During a maintenance update of the BSP, the boot loader has now been updated and the previously discussed test cases failed. The good news: Verified Boot still worked: The modified system was not executed.
But: The test revealed two bugs in barebox: One bug occurred when copying to POSIX device-files (Fix by Sascha Hauer). The other bug concerns the watchdog (Fix by Ahmad Fatoum). It is expected to reset the system after the Verified Boot chain was corrupted.
Both errors were uncovered by the test suite and the appropriate fixes were integrated into the BSP before the new BSP version was delivered to the customer.Back to technical showcases
A firmware upgrade is due. A newly implemented feature needs to be rolled out, a security issue patched or new hardware support added. The software, while capable, is complex. Pengutronix' strategy to handle this complexity is working on a version- controlled Board Support Package (BSP) with continuous updates and tests on the latest mainline Linux kernel.
Project work with our customers includes the handling of hardware prototypes. Since work is generally done in parallel, on many project for many customers, there is a constant flood of hardware prototypes accumulating on the desks of our developers. These accumulations of loose boards can become a problem. This is especially the case when a number of people work on a prototype. Another common annoyance occurs when a project has not been worked on for a period of time, as this might involve moving the hardware from one desk (or storage location) to another and setting it up again. Right now, in a situation where working from home is more common and relevant than ever, this has become even more of an issue. The distances between desks and storage locations of our developers are now measured in kilometers, rather than meters.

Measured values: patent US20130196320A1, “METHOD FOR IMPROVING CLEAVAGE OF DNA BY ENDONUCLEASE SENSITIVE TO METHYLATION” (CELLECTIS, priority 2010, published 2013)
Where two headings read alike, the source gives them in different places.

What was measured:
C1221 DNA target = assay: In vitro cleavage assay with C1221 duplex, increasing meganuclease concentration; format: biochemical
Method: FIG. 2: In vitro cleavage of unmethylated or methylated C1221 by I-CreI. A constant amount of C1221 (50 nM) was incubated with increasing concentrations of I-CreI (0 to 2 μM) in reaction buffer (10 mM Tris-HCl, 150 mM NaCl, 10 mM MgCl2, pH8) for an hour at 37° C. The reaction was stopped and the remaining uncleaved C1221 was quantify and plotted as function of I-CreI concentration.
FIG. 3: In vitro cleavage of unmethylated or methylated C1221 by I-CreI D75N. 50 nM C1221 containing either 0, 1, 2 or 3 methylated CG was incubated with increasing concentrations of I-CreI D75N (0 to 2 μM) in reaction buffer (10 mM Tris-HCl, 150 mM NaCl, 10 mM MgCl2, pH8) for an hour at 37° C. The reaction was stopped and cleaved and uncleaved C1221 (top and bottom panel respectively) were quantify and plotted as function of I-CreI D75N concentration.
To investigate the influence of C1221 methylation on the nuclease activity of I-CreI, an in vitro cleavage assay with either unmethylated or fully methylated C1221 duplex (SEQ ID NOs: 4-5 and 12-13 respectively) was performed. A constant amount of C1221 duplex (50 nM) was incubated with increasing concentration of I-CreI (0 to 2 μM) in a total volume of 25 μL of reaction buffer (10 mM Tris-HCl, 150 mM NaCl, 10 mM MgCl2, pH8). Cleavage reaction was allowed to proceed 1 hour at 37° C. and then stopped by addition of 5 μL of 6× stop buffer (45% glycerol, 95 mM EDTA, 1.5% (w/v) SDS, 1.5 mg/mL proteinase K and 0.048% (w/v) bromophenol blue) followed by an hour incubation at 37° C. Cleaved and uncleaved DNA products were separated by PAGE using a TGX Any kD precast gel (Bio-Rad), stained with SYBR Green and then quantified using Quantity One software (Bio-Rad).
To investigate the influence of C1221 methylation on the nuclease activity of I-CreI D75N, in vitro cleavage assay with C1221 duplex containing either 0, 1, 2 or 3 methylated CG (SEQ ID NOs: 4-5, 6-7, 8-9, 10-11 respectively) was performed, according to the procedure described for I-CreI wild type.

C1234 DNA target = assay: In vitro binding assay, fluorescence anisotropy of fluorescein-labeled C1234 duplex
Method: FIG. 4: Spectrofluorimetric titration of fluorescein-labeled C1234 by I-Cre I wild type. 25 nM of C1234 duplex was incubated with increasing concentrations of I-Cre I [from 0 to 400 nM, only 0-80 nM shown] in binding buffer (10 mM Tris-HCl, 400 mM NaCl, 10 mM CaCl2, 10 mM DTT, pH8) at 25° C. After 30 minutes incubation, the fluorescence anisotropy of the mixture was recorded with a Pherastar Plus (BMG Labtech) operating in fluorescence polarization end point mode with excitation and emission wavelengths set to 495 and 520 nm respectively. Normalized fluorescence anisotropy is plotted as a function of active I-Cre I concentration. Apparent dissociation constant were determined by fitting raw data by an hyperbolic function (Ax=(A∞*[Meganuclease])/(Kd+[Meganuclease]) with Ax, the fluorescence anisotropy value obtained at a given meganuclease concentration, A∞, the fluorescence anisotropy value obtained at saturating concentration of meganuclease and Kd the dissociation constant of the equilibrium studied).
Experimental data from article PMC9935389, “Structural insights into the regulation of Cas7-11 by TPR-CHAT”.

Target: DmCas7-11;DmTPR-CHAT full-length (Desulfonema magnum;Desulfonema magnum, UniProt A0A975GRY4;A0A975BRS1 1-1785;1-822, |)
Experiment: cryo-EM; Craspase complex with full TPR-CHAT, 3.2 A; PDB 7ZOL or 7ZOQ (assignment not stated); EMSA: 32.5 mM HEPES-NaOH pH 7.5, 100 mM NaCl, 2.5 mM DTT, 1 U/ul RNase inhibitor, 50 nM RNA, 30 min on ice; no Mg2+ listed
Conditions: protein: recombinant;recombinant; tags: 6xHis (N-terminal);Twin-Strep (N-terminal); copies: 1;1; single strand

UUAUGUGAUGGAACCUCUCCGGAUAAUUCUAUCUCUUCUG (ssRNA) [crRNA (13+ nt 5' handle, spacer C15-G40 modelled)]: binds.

So you went and got yourself one of our fancy rocket-penguin branded CandleLight dongles or, being the die hard hacker you are, went and soldered one up in your toaster oven labeled "not food safe". What's next then? How do you use this thing? Let's answer these question by grabbing a Raspberry Pi and exploring some of the possibilities.
End of January systemd 250 was added to Debian bullseye backports. With a lots of new features and fixes now comes the possibility to set the timing of CAN bus interfaces with systemd-networkd. In this blogpost I will take a look at why this helps us maintain our embedded Linux labs.
If it looks like an advertising blogpost, reads like an advertising blogpost ... it probably is an advertising blogpost! Nobody likes to read advertisements and we don't like to write them at all, but like all proud parents, we would like to show you the new products that our corporate subsidiary, Linux Automation GmbH, has freshly added to their store. With these new products we, and maybe soon you, will complete (y)our Remotelab infrastructure.
I would like to present to you the LXA IOBus, a CAN-based ecosystem consisting of a protocol, a gateway server and new class of Linux Automation GmbH devices, including the Ethernet-Mux and the 4DO-3DI-3AI input/output board.
"FOSDEM is a free event for software developers to meet, share ideas and collaborate. Every year, thousands of developers of free and open source software from all over the world gather at the event in Brussels. In 2021, they will gather online." -- FOSDEM
Now that, due to the COVID-19 pandemic, everyone has gotten used to digitalisation and online conferences - it has never been easier to organise a conference and bring together all experts and interested parties for a few hours of intensive exchange of ideas on a certain topic.